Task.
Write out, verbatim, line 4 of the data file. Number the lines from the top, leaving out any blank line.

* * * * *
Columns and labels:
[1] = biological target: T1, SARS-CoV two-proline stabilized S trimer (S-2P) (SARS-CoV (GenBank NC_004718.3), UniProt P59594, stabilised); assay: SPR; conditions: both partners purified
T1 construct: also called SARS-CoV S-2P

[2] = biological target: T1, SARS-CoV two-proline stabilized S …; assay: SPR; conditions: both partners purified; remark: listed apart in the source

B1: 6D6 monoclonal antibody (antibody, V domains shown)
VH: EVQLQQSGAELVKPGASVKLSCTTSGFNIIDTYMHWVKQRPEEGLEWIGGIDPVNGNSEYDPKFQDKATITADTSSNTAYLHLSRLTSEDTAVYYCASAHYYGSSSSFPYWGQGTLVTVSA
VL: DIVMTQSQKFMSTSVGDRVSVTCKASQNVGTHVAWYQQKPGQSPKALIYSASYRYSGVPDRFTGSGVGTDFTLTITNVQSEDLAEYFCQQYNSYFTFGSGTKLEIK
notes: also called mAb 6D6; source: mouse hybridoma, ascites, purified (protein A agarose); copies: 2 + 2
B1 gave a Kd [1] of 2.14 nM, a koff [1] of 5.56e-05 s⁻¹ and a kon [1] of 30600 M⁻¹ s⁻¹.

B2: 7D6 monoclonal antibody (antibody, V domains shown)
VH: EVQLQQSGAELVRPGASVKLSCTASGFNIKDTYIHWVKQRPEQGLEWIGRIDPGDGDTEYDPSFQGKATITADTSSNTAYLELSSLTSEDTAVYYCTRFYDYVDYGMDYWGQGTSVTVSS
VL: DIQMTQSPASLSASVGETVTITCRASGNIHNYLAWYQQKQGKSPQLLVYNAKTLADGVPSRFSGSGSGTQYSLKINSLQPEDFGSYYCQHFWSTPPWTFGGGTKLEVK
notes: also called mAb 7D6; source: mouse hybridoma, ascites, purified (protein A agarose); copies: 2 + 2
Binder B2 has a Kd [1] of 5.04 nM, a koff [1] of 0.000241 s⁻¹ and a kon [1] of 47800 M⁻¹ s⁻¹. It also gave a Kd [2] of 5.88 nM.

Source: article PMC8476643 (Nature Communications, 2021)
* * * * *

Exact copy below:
[2] = biological target: T1, SARS-CoV two-proline stabilized S …; assay: SPR; conditions: both partners purified; remark: listed apart in the source